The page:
Lee Siegel Hits the Twitter-Verse What's clicking on the blog today.
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Lee Siegel Hits the Twitter-Verse

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Lee Siegel Hits the Twitter-Verse

Lee Siegel Hits the Twitter-Verse

Lee Siegel Hits the Twitter-Verse

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  • <iframe src="https://www.npr.org/player/embed/18567496/18567447" width="100%" height="290" frameborder="0" scrolling="no" title="NPR embedded audio player">
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What's clicking on the blog today.


The BRYANT PARK PROJECT blog loves to hear from you.


And our Web editor Laura Conaway is here now to tell us what you are saying.

Hello, Laura.

LAURA CONAWAY: Good morning, Bill. How are you?

WOLFF: Never better.

CONAWAY: We have a little place on our blog. It's a little lost corner almost -frequently asked questions file - and I never think anyone is going to find it. And it turns out that people not only find it, they leave us letters…


CONAWAY: …about us. So here's one to brighten your day. I thought I just read a couple because, otherwise, you'll never see them.

(Soundbite of laughter)

BPP is terrible.


(Soundbite of laughter)

STEWART: Oh, thanks, Laura.

WOLFF: Great.

CONAWAY: I switch to another station as soon as I hear that annoying chattering noise. I think it's just when I'm on the air (unintelligible)…

STEWART: No, no.

CONAWAY: That's (unintelligible).

STEWART: Some people don't like that we speak to one another, but…

CONAWAY: Yeah. That's (unintelligible).

STEWART: We all like each other here. What can we say?


STEWART: For 19 years, we like each other.

CONAWAY: Here's a little bit of a happy one. She says, I've been listening since the beginning. I thought what the heck? I'll Podcast them and give them a try. I'm 59 and never thought the BPP would appeal to me. And guess what? I'm addicted to the BPP. That's from Carol(ph). That's about it.

WOLFF: Uh-huh. Touché.

STEWART: Hi, Carol. Thanks, Carol.

WOLFF: And that for annoying.

(Soundbite of laughter)

CONAWAY: So anyway, so talking to people - we've been talking to this guy, critique Lee Siegel all week. And let me tell you. This guy knows what it means to be precocious.

(Soundbite of laughter)

CONAWAY: The author of this new book about the Internet called "Against the Machine," which should tell you a little bit about how he feels. He's taken a look at our blog and our Twitter feed this week. And yesterday, he had sort of a true confession for me. He had seen Ian Schwartz(ph) post about "High School Musical."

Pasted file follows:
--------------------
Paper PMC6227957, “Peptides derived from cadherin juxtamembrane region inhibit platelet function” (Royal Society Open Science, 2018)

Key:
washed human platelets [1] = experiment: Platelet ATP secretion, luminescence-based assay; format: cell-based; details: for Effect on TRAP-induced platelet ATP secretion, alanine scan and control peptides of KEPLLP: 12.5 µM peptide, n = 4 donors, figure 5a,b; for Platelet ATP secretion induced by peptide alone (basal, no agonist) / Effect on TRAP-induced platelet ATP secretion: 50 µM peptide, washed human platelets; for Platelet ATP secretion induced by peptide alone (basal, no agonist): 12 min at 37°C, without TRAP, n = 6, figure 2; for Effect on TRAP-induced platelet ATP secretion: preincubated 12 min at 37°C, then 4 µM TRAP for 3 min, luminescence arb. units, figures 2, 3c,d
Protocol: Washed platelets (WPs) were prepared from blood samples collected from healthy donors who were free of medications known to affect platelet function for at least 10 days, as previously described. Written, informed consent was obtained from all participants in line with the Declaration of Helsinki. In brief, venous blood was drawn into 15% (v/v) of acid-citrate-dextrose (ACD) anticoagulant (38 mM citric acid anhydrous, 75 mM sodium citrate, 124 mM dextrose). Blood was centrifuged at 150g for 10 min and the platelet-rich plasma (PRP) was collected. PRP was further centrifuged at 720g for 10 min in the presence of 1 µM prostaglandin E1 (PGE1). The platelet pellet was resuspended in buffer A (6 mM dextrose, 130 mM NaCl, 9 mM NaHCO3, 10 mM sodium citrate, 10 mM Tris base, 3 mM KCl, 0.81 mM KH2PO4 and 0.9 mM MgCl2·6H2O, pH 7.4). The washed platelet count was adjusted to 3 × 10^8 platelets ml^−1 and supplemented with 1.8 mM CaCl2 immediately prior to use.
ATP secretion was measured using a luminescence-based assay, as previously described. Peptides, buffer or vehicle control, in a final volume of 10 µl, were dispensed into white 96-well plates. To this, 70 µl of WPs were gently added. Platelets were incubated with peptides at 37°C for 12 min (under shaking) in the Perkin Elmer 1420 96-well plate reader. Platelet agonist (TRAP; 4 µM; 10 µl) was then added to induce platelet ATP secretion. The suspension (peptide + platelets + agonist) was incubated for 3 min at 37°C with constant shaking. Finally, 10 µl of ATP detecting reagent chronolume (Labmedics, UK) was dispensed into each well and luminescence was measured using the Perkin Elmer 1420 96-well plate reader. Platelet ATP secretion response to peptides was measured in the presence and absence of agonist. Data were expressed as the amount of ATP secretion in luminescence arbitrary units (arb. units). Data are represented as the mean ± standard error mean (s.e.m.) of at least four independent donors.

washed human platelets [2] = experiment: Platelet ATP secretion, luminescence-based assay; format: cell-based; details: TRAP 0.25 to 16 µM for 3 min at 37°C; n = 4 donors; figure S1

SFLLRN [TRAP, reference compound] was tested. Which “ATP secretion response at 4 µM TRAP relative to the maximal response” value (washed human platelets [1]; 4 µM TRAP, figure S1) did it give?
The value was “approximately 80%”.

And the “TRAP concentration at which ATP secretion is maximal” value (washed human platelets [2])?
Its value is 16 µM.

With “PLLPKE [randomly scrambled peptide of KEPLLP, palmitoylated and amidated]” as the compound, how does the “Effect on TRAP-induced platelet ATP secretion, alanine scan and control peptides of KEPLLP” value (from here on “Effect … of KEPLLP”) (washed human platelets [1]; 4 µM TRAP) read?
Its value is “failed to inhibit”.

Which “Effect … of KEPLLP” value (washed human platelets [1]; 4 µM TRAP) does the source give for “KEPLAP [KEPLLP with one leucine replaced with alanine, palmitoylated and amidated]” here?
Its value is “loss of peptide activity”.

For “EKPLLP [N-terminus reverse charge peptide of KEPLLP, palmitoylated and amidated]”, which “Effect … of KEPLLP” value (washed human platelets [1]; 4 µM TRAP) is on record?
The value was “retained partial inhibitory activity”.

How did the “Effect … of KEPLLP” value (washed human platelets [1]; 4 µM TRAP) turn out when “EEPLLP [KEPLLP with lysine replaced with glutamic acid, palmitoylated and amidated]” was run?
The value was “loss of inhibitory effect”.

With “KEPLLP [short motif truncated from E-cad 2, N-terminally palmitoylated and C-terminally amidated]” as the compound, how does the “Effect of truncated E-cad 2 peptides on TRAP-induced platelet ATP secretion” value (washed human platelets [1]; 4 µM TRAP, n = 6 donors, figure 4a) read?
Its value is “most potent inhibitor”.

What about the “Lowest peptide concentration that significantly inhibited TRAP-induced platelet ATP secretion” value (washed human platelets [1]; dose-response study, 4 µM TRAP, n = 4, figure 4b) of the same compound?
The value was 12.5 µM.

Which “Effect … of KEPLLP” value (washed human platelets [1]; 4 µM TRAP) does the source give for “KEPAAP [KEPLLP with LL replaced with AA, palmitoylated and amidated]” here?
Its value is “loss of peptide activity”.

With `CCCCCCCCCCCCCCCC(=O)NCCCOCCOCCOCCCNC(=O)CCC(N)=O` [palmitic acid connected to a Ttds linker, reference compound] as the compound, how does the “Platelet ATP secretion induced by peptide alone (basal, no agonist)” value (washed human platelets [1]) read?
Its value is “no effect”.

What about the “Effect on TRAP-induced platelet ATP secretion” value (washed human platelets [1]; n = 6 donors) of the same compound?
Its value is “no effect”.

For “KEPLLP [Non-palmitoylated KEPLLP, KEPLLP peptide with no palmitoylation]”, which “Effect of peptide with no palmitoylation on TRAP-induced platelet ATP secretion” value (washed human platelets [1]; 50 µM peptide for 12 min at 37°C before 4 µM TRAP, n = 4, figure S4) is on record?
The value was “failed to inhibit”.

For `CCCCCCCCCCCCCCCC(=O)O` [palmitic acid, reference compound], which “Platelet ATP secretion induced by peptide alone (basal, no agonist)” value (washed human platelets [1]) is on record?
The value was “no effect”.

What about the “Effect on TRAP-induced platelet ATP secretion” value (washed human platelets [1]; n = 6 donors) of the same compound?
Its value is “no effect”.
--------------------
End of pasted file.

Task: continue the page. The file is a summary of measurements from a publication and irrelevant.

STEWART: And he is one of our producers.

CONAWAY: He's one of our producers, excuse me, yeah.

So here's Lee Siegel with his big brain stumped flat by this post about "High School Musical."

LEE SIEGEL: I have no idea what he was referring to. I suddenly felt so superannuated. I don't know what "High School Musical" is. I don't know whether it refers to the cult of Troy and Gabriella. I'm ashamed to say I don't know what that is. And then I was reading the comment. And a very enthusiastic comment - it says, kudos to the wardrobe's department in India, they have effectively bridged the territorial gap between Troy Bolton and Joey Jeremiah. Again, I mean, maybe this is really going to get me at the hot water admitting this, but I have no idea what he's talking about.

CONAWAY: So there.

STEWART: Wow. That is a confession. That means he really been in a pop culture hole.


WOLFF: Okay. Can I make a confession?

STEWART: Go ahead.

WOLFF: I'm right there with him. I have no idea what any of that meant.



WOLFF: I've heard of "High School Musical," but Troy…

CONAWAY: What are they talking about? Yeah...TEXT: WOLFF: What? No idea.

STEWART: No. (Unintelligible).

WOLFF: No idea, whatsoever.

CONAWAY: Yeah. Yeah. Lee Seigel, a smart guy. I'm going to pause the rest of that conversation in just a little bit when I come about it here.

Also today, we're going to be doing a slideshow on the extreme knitters. That's coming up on the show a little bit.

And, Alison, you found this YouTube thing of a guy knitting and drumming?

STEWART: Yeah. I was researching this story, and I found this YouTube video of a guy who knits and also play sort of the whole rock n' roll set up of drums. Not the best drummer I've ever seen. I'm not particularly - I'm not sure he's the best knitter, but I applaud his attempt at multitasking.

CONAWAY: It's astounding. I - just check it out. It's astounding. And if you knit and you want to send us a picture of your stuff, just drop us something in the comments, and we'll pick it up.

Lastly, Alison, I just want to look at my favorite Twit of the week, and actually you would read it out - I don't know if I could do it (unintelligible).

STEWART: Yes. It is from Meg Fowler(ph), a regular person at twitter.com/bpp. She wrote: I love that feeling of having someone play with my hair. My brain is tense tonight, oh, X-Chris(ph), you were useful for this.

(Soundbite of laughter)

CONAWAY: I love it. Thank you, Meg Fowler. Apparently, she's having a toothache, she reports this morning. So we hope she feels better.

WOLFF: Well, I sure do.

STEWART: Something to report, go to twitter.com/bpp. Join our online community there.

Laura Conaway, big thanks.

CONAWAY: Thank you.

STEWART: Coming up on the BRYANT PARK PROJECT, Boulder, Colorado, wants people to build smaller houses. We'll explain why.

This is the BRYANT PARK PROJECT from NPR News.

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